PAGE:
Choking game flirts with disaster
April 28, 2009
By Chantelle Lusebrink
Adolescents are playing a deadly game by choking themselves to get high.Cutting off blood flow and circulation of oxygen to the brain, and then releasing pressure to let circulation rush back, causes the high feeling, said John Milne, an emergency physician at Swedish Medical Center in Issaquah. It also causes brain cells to die.
The game is sometimes practiced with other children at first, and some children choose to continue the practice on their own, according to the Centers for Disease Control.
Together, one child will choke another until they lose consciousness or faint. Alone, children use a restraint around their neck and tie it to a door or piece of furniture. Pressure of a child’s weight against the restraint can cause him or her to lose consciousness. If he or she falls forward onto the restraint, death can be the result.
In the game, children are self-inducing a stroke, Milne said.
“The long-term consequences can be a variety, depending on what area was affected most and the duration of time it was deprived,” Milne said. “But they could end up with permanent motor dysfunction, personality changes, loss of memory and a whole spectrum of other types of responses.”
Milne said there haven’t been any reports of children having played the choking game before coming to the Swedish emergency room in Issaquah. However, that information isn’t something children will typically share, he said.
Children swap info online
Children find out about the practice through friends at school, at after-school activities, parties and online at YouTube, said Ken Tork, who lost his 15-year-old son Kevin to the choking game March 30.
“Of the parents I’ve talked to, most of them have never been to YouTube, because they think it is a site for kids,” he said. “It’s not. That information is on there and they are looking at it. If I would have taken time to educate myself, I might still have my son.”
Choking game deaths usually fall in the undetermined category, because there isn’t enough evidence to determine whether they are a suicide or accident.
The choking game “is a perfect example of where intent may not be clear,” said Dr. Richard Harruff, King County’s chief medical examiner.
He said he has seen child deaths that have likely been caused by the choking game in the 16 years he’s worked in the office.
“It’s been pretty clear cut that it was likely,” he said, “or the family has said, ‘Oh, he’s done this before.’”
Statistics hard to pin down
But because the deaths are often undetermined, statistics vary drastically.
The Centers for Disease Control estimates at least 82 children, ages 6-19, have died as a result of the choking game between 1995 and 2007.
However, the CDC statistics are limited to cases where the deaths of children from the game produced some sort of news media report.
The Dangerous Adolescent Behavior Education Foundation statistics estimate there have been 442 U.S. deaths in 2009. In 2008, there were only 12 deaths recorded by the foundation.
The rise might be attributed to the self-reporting nature of the issue, and the fact that more people report such deaths as they become educated about the game.
Foundation officials calculate the deaths by tracking media reports and relying on families to report the deaths of children caused by the game, said Kate Leonardi, founder and director of the foundation.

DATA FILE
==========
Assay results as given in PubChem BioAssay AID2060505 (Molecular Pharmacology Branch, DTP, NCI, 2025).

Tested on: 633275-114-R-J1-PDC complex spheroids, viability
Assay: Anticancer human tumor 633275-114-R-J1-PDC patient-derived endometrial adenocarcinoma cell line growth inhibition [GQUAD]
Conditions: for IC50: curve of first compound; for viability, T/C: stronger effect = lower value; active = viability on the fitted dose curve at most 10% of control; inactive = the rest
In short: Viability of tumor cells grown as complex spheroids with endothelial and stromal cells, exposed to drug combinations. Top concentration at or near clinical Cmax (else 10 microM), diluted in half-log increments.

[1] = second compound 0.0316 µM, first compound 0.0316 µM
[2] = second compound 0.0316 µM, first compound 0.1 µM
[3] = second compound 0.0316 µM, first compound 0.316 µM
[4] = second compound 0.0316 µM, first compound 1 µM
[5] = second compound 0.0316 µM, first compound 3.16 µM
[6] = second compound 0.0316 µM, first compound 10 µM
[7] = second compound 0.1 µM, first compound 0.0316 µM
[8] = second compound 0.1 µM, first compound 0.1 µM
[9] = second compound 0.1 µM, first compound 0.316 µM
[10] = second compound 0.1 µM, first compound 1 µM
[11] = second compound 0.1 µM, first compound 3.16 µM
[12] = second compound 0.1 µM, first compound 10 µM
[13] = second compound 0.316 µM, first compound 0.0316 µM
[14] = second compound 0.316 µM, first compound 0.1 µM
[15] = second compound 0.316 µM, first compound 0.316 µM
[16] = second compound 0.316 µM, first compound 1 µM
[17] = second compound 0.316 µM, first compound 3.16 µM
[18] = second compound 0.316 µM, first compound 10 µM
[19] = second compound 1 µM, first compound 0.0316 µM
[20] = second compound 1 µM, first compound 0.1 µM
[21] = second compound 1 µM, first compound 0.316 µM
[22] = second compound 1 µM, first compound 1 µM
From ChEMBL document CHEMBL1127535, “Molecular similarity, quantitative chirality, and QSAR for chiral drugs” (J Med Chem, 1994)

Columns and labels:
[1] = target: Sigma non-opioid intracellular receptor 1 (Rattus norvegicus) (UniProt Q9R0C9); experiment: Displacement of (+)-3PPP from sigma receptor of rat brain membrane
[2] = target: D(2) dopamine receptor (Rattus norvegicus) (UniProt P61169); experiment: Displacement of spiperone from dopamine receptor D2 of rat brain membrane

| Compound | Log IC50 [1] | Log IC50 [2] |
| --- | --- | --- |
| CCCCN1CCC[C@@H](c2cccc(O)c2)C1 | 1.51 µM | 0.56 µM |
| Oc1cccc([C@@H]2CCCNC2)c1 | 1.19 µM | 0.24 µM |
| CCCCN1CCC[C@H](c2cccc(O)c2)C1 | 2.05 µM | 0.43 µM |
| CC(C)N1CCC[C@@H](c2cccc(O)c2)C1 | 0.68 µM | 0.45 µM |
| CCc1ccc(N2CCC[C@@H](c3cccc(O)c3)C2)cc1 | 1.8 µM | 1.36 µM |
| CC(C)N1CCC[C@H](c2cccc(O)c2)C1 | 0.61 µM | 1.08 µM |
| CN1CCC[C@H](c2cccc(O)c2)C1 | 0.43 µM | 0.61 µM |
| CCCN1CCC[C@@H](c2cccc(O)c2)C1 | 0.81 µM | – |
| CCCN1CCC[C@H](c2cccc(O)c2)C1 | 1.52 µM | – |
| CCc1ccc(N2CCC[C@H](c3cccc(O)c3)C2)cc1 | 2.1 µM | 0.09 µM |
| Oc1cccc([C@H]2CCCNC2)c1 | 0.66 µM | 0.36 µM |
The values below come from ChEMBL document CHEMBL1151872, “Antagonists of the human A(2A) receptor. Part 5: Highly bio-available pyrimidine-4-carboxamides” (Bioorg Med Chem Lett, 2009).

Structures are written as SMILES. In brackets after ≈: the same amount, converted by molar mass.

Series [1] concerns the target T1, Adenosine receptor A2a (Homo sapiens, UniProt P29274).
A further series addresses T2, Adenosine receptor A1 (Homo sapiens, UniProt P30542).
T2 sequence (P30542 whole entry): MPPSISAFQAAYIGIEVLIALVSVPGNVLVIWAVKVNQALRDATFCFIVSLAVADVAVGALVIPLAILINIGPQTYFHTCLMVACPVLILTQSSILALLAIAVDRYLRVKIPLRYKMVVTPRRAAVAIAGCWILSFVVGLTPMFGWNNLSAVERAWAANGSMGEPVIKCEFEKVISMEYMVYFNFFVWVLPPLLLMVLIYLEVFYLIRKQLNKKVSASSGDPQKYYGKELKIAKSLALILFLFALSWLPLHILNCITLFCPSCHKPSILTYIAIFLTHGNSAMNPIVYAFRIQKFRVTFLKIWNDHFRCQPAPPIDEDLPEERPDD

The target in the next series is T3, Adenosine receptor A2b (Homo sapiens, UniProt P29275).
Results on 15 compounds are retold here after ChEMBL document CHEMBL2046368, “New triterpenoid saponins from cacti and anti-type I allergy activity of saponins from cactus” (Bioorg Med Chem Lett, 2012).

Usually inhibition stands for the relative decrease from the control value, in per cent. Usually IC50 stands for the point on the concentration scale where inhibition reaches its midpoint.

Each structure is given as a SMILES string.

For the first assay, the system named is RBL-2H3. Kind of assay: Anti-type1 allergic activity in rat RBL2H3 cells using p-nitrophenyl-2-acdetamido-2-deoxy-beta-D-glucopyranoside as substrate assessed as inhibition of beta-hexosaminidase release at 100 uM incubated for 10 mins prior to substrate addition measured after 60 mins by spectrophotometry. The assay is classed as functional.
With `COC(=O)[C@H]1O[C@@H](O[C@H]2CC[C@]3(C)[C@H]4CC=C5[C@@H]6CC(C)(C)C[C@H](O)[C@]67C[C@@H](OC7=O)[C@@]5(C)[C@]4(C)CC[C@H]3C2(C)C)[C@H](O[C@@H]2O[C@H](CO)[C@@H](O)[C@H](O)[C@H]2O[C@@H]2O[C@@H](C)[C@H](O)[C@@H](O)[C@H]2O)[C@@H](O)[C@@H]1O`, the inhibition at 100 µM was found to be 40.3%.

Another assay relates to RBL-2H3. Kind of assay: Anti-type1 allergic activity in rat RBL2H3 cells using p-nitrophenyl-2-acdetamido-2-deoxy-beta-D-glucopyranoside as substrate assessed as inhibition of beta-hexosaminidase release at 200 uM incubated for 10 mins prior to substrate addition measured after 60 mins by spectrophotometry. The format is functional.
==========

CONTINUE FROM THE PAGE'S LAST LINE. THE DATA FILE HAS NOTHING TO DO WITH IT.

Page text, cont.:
She founded the organization after her son Dylan Blake, 11, died from playing the choking game in October 2005.
“It has gotten tagged ‘the good kids game,’” Leonardi said. “But it can happen to any child. White, black, green, purple, 9 years to 21 years, in suburbia, out in the middle of nowhere, in the city — it is everywhere.”
However, people should be wary of the statistics, said Sue Eastgard, executive director of Youth Suicide Prevention.
There are about 100 youth suicides in the state each year, she said.
“Part of the issue, I think, is that it’s easier somehow for some people to believe that this was an accident, that their child was playing a stupid game,” she said. “It is much harder to talk about suicide, because there is a stigma around it.”
But while some children might commit suicide, Ken Tork said he knows that is not an issue with his son.
“Kids are aware of it,” he said of the choking game. “Parents need to educate themselves and talk to their children.
“You don’t get over the pain. You live with it,” he added. “I lost my son, but if other parents educate themselves, they don’t have to go through what I am.”
The choking game
What to know
87 percent of victims are male.
Most that died were between 11 and 16.
Nearly all who died were playing alone.
Deaths have occurred throughout the U.S.
Discussion of the game or its aliases
Marks on the neck
Wearing high-necked shirts
Disorientation after spending time alone
Increased and uncharacteristic irritability or hostility
Ropes, scarves, belts tied to bedroom furniture, doorknobs or found knotted on the floor
Unexplained presence of dog leashes, choke collars or bungee cords near a child’s room
Pinpoint-sized bleeding spots under the skin of the face, especially on the eyelids or the lining of the eyelids and eyes
Loss of consciousness
Death of brain cells due to oxygen deprivation can cause memory loss and lack of coordination
Broken bones, like the jaw, from falls
Hemorrhages of the eye
Attention and behavior disorders
Source: Centers for Disease Control
Where to get help
Centers for Disease Control: www.cdc.gov/Features/ChokingGame
For Kevin’s Sake: en.wordpress.com/tag/ken-tork/
The Dangerous Adolescent Behavior Education Foundation: chokinggame.net
Youth Suicide Prevention Program: www.yspp.org or call the crisis line 206-461-3222
Reach Reporter Chantelle Lusebrink at 392-6434, ext. 241, or firstname.lastname@example.org. Comment on this article at www.issaquahpress.com.